Basically, the formula is: “inherent risk – controls = residual risk”.

Prioritize Compliance

Examiners will want to look at your risk assessment and thus it is a good practice to have one. A risk assessment sets the stage for your anti-money laundering compliance program. It identifies risks and spells out controls on those risks. If you want to avoid potential penalties for non-compliance that could cripple your business via fines, jail time, or simply harm to reputation, we recommend engaging a proactive compliance professional who understands not only the pertinent regulations, but the nuances of cryptocurrency and your business as well. Compliance measures like risk assessments may not be the first thing you think of when developing your business, but the price you pay for addressing risks up front is a small price compared to what happens if your cryptocurrency business is determined to be insufficiently compliant by the regulators.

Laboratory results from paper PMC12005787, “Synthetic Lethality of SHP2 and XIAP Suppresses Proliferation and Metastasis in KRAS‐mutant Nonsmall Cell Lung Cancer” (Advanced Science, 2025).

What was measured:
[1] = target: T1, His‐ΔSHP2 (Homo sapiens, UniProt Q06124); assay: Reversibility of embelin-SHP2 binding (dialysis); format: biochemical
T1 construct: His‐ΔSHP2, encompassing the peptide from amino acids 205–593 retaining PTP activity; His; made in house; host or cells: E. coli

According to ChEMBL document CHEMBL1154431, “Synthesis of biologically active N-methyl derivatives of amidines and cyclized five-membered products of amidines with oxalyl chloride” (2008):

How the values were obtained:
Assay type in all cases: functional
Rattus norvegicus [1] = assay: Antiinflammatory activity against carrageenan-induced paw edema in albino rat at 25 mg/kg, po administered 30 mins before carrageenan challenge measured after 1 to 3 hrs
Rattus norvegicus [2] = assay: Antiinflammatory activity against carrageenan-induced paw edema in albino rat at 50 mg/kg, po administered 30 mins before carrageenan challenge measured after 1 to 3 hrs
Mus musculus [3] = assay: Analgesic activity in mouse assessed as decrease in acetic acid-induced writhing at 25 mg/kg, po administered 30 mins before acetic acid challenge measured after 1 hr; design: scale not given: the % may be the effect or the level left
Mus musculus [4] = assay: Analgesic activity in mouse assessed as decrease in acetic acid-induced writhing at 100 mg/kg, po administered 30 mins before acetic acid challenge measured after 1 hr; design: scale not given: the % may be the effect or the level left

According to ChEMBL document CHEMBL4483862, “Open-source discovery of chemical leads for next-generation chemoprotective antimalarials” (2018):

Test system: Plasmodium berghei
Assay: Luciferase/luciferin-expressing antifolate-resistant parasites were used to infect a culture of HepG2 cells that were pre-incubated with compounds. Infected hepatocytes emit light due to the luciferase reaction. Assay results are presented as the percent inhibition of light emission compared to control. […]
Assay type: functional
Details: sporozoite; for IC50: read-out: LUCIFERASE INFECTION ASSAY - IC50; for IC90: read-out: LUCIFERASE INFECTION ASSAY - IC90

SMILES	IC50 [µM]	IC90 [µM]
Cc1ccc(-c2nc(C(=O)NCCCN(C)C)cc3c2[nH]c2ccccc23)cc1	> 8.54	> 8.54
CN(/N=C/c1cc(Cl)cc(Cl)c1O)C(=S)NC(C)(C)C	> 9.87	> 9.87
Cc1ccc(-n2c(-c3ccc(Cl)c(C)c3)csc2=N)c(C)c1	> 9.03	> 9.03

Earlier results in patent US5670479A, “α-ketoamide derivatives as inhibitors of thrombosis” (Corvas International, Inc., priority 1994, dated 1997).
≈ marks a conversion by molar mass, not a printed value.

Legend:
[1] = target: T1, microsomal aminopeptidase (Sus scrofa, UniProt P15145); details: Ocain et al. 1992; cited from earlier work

The information provided in this article does not, and is not intended to, constitute legal advice; instead, all information, content, and materials provided here are for general informational purposes only. Information on this website may not constitute the most up-to-date legal or other information. This article contains links to other third-party websites. Such links are only for the convenience of the reader, user or browser.

*Guidehouse’s Alma M. Angotti notes that for new startups, it sometimes makes sense to do a pro forma risk assessment focused mainly on inherent risks, while also showing regulators controls the business is planning to implement.